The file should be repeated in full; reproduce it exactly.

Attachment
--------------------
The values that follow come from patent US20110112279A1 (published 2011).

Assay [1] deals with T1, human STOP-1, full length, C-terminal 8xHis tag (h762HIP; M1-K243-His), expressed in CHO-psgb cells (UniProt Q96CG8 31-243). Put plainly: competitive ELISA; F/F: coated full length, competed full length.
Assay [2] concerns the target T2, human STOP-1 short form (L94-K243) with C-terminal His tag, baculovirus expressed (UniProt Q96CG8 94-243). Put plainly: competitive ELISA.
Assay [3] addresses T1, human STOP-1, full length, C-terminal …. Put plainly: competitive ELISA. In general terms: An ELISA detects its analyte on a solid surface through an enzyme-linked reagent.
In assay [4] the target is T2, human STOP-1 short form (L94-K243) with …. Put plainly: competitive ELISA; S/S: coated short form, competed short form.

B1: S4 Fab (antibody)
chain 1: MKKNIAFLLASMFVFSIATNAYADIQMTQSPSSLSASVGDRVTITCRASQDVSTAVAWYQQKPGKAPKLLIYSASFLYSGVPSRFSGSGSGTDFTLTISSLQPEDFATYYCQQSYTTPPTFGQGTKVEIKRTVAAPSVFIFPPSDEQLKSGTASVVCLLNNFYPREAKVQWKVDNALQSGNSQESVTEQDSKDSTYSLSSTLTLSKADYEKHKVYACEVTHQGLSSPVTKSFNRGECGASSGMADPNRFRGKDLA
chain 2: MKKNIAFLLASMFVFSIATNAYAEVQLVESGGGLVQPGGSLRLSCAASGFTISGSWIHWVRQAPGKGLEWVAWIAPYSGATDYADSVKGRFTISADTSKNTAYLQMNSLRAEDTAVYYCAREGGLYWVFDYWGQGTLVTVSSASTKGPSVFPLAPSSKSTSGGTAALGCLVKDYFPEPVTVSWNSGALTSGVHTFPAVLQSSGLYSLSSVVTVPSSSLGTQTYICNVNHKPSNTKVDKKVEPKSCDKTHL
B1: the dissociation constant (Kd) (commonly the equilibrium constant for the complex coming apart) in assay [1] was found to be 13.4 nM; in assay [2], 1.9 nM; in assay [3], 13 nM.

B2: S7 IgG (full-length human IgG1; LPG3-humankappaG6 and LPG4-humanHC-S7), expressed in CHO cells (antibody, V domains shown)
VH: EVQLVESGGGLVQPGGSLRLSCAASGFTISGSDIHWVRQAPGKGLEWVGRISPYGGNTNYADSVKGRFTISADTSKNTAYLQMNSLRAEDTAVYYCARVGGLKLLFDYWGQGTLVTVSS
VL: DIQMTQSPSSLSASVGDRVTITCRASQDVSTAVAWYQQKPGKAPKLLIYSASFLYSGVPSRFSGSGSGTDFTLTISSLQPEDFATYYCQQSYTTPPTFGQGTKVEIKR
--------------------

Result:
The values that follow come from patent US20110112279A1 (published 2011).

Assay [1] deals with T1, human STOP-1, full length, C-terminal 8xHis tag (h762HIP; M1-K243-His), expressed in CHO-psgb cells (UniProt Q96CG8 31-243). Put plainly: competitive ELISA; F/F: coated full length, competed full length.
Assay [2] concerns the target T2, human STOP-1 short form (L94-K243) with C-terminal His tag, baculovirus expressed (UniProt Q96CG8 94-243). Put plainly: competitive ELISA.
Assay [3] addresses T1, human STOP-1, full length, C-terminal …. Put plainly: competitive ELISA. In general terms: An ELISA detects its analyte on a solid surface through an enzyme-linked reagent.
In assay [4] the target is T2, human STOP-1 short form (L94-K243) with …. Put plainly: competitive ELISA; S/S: coated short form, competed short form.

B1: S4 Fab (antibody)
chain 1: MKKNIAFLLASMFVFSIATNAYADIQMTQSPSSLSASVGDRVTITCRASQDVSTAVAWYQQKPGKAPKLLIYSASFLYSGVPSRFSGSGSGTDFTLTISSLQPEDFATYYCQQSYTTPPTFGQGTKVEIKRTVAAPSVFIFPPSDEQLKSGTASVVCLLNNFYPREAKVQWKVDNALQSGNSQESVTEQDSKDSTYSLSSTLTLSKADYEKHKVYACEVTHQGLSSPVTKSFNRGECGASSGMADPNRFRGKDLA
chain 2: MKKNIAFLLASMFVFSIATNAYAEVQLVESGGGLVQPGGSLRLSCAASGFTISGSWIHWVRQAPGKGLEWVAWIAPYSGATDYADSVKGRFTISADTSKNTAYLQMNSLRAEDTAVYYCAREGGLYWVFDYWGQGTLVTVSSASTKGPSVFPLAPSSKSTSGGTAALGCLVKDYFPEPVTVSWNSGALTSGVHTFPAVLQSSGLYSLSSVVTVPSSSLGTQTYICNVNHKPSNTKVDKKVEPKSCDKTHL
B1: the dissociation constant (Kd) (commonly the equilibrium constant for the complex coming apart) in assay [1] was found to be 13.4 nM; in assay [2], 1.9 nM; in assay [3], 13 nM.

B2: S7 IgG (full-length human IgG1; LPG3-humankappaG6 and LPG4-humanHC-S7), expressed in CHO cells (antibody, V domains shown)
VH: EVQLVESGGGLVQPGGSLRLSCAASGFTISGSDIHWVRQAPGKGLEWVGRISPYGGNTNYADSVKGRFTISADTSKNTAYLQMNSLRAEDTAVYYCARVGGLKLLFDYWGQGTLVTVSS
VL: DIQMTQSPSSLSASVGDRVTITCRASQDVSTAVAWYQQKPGKAPKLLIYSASFLYSGVPSRFSGSGSGTDFTLTISSLQPEDFATYYCQQSYTTPPTFGQGTKVEIKR